By now I am very used to albums having a title track. In fact, it is probably safe to say that half of all albums that are not eponymous are named after a track, either one that made it to the final record or one that was cut. I have never, however, seen an album that so signposts just one track on the listing.
Think about it. The name Layla and Other Assorted Love Songs is basically saying, “we have this amazing track called ‘Layla’ and then a bunch of other songs we think so well with it because they are about love”. Now, apart from the fact that most songs tend to be about love in one way or another (I look forward to discussing this when I get around to 69 Love Songs by The Magnetic Fields) this is really underselling the album.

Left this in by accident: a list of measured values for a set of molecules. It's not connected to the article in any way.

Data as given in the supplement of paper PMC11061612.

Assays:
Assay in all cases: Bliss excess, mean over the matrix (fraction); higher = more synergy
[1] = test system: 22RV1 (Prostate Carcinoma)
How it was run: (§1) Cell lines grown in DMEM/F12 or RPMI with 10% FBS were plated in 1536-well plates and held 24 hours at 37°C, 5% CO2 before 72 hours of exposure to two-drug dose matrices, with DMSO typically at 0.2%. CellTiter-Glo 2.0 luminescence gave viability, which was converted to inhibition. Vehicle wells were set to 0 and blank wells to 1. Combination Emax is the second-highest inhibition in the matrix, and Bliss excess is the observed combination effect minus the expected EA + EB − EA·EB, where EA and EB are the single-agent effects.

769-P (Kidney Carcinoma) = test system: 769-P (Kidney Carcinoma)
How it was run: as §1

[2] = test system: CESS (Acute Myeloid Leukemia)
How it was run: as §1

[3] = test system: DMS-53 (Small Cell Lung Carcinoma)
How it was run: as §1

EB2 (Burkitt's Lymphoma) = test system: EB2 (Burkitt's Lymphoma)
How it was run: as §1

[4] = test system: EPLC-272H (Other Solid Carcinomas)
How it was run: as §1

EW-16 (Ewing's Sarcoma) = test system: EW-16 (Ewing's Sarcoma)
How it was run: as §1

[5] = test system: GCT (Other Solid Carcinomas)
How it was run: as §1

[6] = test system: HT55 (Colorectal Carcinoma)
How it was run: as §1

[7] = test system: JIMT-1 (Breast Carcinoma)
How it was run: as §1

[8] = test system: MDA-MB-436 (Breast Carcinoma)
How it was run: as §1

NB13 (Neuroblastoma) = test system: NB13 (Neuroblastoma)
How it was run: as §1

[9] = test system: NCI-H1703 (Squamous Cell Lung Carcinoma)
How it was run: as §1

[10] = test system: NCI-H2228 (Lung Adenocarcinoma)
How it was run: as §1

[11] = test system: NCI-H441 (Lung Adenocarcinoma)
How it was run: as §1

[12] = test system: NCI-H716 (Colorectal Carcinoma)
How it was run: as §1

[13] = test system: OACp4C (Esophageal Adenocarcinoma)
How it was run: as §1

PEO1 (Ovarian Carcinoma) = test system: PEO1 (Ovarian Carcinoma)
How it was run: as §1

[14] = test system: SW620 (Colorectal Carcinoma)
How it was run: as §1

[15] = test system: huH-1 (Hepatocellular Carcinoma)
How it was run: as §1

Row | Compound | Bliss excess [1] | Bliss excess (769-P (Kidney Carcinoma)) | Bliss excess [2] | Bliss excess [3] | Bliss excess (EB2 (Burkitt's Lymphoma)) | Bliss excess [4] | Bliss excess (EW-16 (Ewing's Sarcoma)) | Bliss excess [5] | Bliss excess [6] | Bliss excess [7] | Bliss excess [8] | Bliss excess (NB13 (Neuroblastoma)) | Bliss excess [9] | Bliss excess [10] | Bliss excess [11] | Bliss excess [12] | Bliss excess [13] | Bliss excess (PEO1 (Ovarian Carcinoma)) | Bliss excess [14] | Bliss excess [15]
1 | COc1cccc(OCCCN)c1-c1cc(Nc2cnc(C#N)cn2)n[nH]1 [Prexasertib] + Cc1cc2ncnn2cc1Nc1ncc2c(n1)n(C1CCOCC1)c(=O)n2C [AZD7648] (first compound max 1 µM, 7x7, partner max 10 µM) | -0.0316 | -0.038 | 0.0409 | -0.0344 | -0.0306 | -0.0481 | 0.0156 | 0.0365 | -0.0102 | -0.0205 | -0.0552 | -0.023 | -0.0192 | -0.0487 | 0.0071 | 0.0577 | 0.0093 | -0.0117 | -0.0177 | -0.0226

Okay, ‘Layla’ is definitely the highlight of the album. That guitar figure (TIL: what a figure in music means) is utterly unmistakeable. Before listening to ‘Layla’ I was not sure if I had heard it before, but the moment that figure started I instantly knew that I had. It’s a great song, but is it substantially better than the rest of the album? No, but it probably does have the greatest earworm.
It’s a fairly long album running at nearly 80 minutes over 14 tracks, but at no point does it feel overly long or bloated, but the waiting for ‘Layla’ hangs over everything . I guess that’s the problem with focusing so much attention on one track.